Are baccalaureate services constitutional?
Yes, if they are privately sponsored. Public schools may not sponsor religious baccalaureate ceremonies. But parents, faith groups, and other community organizations are free to hold such services for students who wish to attend. The school may announce the baccalaureate in the same way it announces other community events. If the school allows community groups to rent or otherwise use its facilities after hours, then a privately sponsored baccalaureate may be held on campus under the same terms offered to any private group.
If students themselves nominate a fellow student to say a prayer at graduation, with no help from the school, will that prayer be permissible?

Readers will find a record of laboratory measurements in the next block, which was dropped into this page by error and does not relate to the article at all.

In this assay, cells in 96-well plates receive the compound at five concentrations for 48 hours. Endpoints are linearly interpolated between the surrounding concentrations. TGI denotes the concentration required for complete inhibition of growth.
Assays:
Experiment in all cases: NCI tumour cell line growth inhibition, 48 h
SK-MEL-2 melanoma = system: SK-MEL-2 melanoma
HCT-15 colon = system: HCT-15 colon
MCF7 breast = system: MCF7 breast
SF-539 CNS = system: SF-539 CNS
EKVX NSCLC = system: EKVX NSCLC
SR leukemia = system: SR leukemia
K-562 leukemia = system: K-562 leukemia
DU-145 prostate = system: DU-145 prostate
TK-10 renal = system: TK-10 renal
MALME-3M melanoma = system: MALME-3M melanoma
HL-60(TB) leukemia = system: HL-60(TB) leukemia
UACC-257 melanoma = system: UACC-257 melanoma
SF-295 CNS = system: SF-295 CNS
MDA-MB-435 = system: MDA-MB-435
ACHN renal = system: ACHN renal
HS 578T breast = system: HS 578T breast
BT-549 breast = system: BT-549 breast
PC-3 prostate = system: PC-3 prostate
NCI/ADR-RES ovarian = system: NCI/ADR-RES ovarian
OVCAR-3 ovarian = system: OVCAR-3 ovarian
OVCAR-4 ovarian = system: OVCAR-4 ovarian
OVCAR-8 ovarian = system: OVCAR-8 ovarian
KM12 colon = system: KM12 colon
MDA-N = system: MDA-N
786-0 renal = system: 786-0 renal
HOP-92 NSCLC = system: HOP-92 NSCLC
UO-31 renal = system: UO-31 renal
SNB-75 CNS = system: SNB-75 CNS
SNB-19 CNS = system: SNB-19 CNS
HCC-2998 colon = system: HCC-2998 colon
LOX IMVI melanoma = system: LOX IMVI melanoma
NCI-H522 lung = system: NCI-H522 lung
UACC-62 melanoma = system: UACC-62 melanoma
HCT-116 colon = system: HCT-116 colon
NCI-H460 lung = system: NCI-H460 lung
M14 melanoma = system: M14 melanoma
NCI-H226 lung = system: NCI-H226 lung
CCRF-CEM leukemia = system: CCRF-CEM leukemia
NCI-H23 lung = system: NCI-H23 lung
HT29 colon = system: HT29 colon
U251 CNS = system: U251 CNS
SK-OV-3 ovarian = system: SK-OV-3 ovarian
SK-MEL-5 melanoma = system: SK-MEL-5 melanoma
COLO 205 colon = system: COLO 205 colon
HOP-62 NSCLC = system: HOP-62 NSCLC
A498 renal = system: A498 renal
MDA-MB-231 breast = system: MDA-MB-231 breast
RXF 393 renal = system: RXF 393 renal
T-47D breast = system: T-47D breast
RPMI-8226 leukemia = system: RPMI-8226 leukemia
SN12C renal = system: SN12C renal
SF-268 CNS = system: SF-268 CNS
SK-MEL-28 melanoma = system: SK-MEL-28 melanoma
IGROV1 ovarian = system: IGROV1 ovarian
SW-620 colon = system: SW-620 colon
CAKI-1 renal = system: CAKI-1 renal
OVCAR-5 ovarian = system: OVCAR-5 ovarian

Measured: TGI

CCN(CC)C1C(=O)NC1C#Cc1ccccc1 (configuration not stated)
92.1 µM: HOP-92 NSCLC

The answer will depend in part on the age of the graduating students and the nature of the prayer. Including a prayer by a student would pose no problems at the university level. However, high schools and junior highs have to be more careful and may need to consider the content of the prayer. Courts have found that if students organize themselves wholly independently of the school to present a sectarian prayer, if it even appears that the school was involved, the act would violate the Constitution. It is important to note that because graduation ceremonies are school-sponsored, it is difficult to avoid the appearance of school involvement. A student-initiated prayer that was non-sectarian and non-proselytizing might not violate the establishment clause, but many people object to such exercises as “civil religion” that dilutes prayer. One federal district court has held that a student chosen on the basis of neutral criteria (the valedictorian or class president, for example) may deliver a prayer of any sort on his or her own if the school is not involved – because for the school to censor the student’s religious speech would also violate the Constitution. It’s a tricky area. For those who want prayer to be included in secondary-school graduations, the best approach may be to hold a privately sponsored, voluntarily attended baccalaureate service after school hours, perhaps at a local church.